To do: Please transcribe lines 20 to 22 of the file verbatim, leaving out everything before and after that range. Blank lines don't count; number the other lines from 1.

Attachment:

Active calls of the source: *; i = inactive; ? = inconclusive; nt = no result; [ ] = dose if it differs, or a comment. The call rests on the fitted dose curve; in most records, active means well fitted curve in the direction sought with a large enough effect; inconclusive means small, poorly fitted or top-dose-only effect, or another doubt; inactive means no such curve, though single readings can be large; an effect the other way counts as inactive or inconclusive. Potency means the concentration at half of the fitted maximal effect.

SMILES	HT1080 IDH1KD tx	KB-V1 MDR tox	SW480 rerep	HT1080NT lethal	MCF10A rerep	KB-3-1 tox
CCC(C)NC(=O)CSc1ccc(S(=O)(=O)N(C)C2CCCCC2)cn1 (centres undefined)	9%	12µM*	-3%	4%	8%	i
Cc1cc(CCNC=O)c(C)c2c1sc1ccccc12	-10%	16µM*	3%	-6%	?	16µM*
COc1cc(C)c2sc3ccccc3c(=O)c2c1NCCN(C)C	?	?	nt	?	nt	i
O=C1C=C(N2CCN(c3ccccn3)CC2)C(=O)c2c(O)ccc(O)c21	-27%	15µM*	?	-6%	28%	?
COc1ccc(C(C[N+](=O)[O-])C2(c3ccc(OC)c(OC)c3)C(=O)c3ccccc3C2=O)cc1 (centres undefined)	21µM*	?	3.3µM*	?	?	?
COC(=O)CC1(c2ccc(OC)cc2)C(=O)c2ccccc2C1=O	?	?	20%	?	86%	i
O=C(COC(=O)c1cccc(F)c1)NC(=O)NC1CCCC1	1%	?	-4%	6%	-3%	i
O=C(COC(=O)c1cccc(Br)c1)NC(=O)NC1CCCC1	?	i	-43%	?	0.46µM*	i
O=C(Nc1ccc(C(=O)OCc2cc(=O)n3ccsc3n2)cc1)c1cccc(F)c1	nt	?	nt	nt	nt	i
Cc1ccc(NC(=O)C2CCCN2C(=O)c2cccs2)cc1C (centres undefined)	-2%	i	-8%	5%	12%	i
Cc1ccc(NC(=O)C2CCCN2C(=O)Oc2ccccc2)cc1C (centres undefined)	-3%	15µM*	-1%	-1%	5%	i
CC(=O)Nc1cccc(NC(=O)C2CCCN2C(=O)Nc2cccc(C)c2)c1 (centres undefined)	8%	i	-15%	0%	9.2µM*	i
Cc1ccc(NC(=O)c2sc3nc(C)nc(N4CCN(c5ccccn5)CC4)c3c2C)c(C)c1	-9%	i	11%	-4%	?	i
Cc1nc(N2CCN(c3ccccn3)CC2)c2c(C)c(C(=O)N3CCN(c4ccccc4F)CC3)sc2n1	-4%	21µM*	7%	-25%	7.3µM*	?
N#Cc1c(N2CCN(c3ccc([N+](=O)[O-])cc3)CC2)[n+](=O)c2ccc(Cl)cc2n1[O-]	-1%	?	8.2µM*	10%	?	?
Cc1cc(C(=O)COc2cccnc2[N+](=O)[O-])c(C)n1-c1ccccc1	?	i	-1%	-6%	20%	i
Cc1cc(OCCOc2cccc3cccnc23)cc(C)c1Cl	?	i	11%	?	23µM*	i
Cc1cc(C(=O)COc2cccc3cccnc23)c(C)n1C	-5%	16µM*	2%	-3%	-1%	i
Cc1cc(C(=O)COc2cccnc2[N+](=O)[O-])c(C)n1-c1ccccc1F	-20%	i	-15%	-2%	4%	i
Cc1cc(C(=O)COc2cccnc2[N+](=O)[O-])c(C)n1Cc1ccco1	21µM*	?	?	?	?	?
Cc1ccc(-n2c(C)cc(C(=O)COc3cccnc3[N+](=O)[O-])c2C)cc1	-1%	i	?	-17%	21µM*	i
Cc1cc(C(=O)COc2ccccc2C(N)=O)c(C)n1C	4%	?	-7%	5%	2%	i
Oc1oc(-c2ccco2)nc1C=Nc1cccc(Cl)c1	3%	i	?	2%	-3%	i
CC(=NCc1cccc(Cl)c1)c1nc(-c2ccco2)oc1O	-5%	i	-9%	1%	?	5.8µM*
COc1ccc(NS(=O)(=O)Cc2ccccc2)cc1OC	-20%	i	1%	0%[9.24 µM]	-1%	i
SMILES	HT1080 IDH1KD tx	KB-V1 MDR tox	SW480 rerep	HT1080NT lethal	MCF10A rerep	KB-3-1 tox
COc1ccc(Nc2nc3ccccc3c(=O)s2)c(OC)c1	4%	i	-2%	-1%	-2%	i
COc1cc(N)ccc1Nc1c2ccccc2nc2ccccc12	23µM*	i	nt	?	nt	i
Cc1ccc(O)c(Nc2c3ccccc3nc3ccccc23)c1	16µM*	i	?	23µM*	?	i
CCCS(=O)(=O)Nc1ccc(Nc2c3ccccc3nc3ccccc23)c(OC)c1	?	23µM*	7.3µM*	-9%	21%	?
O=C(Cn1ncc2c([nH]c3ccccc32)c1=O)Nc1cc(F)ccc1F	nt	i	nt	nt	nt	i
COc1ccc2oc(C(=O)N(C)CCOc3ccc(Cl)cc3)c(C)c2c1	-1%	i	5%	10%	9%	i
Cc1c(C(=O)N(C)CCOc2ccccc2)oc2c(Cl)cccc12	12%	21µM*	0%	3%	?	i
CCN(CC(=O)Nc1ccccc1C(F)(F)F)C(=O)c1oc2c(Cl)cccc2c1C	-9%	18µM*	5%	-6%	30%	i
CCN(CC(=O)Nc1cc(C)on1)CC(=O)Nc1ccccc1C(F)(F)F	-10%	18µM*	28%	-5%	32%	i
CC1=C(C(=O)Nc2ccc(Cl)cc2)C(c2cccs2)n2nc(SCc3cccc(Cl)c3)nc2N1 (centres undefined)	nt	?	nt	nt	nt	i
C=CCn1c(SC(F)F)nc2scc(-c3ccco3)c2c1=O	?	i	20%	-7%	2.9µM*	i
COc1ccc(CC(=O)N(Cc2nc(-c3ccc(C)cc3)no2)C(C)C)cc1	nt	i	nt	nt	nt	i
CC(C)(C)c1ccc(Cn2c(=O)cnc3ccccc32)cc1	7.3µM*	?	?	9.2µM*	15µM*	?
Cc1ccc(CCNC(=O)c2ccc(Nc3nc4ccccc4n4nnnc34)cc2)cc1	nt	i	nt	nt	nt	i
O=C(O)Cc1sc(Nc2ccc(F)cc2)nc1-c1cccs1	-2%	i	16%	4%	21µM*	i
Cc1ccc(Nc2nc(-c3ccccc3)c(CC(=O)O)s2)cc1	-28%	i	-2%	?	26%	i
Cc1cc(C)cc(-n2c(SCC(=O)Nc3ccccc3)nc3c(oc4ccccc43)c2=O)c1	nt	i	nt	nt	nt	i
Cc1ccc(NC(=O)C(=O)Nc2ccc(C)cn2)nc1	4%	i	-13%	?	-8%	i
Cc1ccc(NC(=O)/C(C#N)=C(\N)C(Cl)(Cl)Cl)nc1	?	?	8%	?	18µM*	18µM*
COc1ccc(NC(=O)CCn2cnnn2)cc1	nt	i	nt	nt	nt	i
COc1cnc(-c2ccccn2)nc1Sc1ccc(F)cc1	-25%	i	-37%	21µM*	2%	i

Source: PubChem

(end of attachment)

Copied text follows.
Cc1cc(C(=O)COc2cccc3cccnc23)c(C)n1C	-5%	16µM*	2%	-3%	-1%	i
Cc1cc(C(=O)COc2cccnc2[N+](=O)[O-])c(C)n1-c1ccccc1F	-20%	i	-15%	-2%	4%	i
Cc1cc(C(=O)COc2cccnc2[N+](=O)[O-])c(C)n1Cc1ccco1	21µM*	?	?	?	?	?